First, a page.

A CARE home for adults with physical disabilities has been blasted as 'inadequate' after health inspectors found people were not being protected from Covid-19 risks – only one of many problems.

The Care Quality Commission's damning findings came after an inspection of John Masefield House in the village of Burcot, near Abingdon, which discovered that 'effective infection control systems' against the virus were not implemented.

The report into the residential home, which accommodates 22 adults, rated it 'inadequate' in two areas including safety and 'requires improvement' in three.

This was the first inspection of John Masefield House, which is managed by private provider Valorum Care.

ALSO READ: Concerns over alleged 'mask flouters' in pizza takeaway

It was prompted in part due to concerns received about lack of equipment, impacting on people's quality of care and lack of leadership and provider oversight of the service, the CQC explained.

In their findings, inspectors said: "Risks to people were not always assessed and managed safely.

"One person had bed rail protectors on their bed rails that had been identified as not safe to use.

"People were not always supported in line with their care plan to ensure risks associated with eating and drinking were managed."

The regulator concluded that residents were 'at risk of harm' as systems were either not in place or robust enough to ensure risks to people were managed safely.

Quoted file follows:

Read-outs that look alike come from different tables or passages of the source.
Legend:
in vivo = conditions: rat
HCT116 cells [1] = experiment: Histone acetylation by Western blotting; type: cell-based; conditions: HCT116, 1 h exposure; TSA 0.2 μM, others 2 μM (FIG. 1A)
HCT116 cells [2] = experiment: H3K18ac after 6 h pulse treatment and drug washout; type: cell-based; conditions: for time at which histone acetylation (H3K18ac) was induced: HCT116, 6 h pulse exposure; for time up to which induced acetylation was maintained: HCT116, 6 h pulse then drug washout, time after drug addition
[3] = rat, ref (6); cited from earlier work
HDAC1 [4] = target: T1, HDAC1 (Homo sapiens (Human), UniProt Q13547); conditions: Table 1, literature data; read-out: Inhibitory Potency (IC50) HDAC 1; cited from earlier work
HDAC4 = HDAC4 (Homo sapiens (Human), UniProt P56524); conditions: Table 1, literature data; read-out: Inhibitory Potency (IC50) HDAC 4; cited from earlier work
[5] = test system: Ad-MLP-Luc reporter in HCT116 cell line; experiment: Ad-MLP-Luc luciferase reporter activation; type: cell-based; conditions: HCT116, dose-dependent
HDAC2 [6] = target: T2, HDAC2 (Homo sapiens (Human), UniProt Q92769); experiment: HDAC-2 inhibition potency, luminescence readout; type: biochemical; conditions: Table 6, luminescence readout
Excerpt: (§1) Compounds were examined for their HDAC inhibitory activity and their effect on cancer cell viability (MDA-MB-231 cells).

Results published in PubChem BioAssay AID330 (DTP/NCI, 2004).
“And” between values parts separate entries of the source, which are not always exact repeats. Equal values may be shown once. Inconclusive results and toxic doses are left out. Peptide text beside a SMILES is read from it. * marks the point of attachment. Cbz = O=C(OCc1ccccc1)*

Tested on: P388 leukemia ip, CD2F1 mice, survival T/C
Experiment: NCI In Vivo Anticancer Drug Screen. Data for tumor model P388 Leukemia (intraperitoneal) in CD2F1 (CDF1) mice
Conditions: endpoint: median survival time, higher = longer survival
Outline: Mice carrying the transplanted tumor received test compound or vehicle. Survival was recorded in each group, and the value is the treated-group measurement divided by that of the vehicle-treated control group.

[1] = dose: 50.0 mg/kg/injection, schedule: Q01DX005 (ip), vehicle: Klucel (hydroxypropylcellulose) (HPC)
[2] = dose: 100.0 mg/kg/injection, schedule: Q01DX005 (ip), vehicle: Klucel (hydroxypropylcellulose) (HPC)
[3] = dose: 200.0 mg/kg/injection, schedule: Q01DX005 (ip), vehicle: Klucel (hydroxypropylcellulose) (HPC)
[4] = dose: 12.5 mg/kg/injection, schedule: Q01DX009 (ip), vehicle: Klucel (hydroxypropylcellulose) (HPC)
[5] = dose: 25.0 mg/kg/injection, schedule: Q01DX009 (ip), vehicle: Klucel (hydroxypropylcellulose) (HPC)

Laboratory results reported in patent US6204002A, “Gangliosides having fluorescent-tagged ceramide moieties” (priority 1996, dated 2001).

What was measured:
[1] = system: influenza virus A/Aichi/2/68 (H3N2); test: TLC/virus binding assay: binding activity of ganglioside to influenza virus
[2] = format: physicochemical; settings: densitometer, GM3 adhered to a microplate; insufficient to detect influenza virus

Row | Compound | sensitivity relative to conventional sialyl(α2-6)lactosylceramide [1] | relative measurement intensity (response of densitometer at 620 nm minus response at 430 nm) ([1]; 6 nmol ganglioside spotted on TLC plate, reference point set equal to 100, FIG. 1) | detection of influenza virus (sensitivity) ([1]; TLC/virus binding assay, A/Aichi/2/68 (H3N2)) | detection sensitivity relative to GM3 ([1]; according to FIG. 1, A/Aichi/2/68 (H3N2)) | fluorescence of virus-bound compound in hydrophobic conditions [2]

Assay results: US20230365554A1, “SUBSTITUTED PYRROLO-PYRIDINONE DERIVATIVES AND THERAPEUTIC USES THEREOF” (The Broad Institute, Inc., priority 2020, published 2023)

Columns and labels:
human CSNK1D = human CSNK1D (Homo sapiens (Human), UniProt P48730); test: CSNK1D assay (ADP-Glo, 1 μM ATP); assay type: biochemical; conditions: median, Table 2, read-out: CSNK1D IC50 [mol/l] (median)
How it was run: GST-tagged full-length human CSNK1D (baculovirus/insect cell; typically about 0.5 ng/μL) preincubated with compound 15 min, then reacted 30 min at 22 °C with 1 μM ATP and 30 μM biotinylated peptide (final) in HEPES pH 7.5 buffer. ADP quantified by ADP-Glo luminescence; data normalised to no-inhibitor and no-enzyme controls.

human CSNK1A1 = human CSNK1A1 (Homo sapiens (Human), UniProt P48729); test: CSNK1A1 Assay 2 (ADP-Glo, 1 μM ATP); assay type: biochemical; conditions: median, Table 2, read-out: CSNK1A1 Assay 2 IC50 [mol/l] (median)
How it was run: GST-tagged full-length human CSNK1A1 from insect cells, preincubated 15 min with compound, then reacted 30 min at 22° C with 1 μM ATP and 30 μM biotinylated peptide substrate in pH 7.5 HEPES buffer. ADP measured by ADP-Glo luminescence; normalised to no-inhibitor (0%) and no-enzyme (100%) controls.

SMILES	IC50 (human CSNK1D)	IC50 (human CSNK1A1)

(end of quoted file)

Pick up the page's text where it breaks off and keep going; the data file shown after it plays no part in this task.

There were also a number of concerns about risks relating to infection control, which were not 'effectively managed'.

ALSO READ: Covid deaths rise by 17 in Oxfordshire in just one day

Inspectors revealed: "There were no cleaning records for people's rooms and cleaning staff told us they did not record this.

"Infection control audits had also not been completed on a regular basis during the pandemic and they did not monitor the systems and processes that should be in place to manage Covid-19 risks.

"Individual risk assessments had not been completed for staff or people using the service to identify the risk levels in relation to contracting the virus.

"There were also no plans in place to identify how risks relating to the spread of infection would be managed in relation to the environment.

"There were no zoning and cohorting plans in place in advance of any outbreak."

ALSO READ: One arrested after hare coursing incident

The findings also revealed that residents did not always receive food and drink to meet their needs.

Inspectors said that relatives had 'no confidence' in the care home's management and were told that some staff did not always treat residents with respect.

A Valorum Care spokesperson commented: "The outcome of the inspection is disappointing and we are taking extremely seriously the matters raised.

"We had already implemented a series of major changes at the scheme prior to inspection as we were aware there were a number of issues. The inspection has highlighted other issues that need addressing and we are now incorporating these measures into our plan."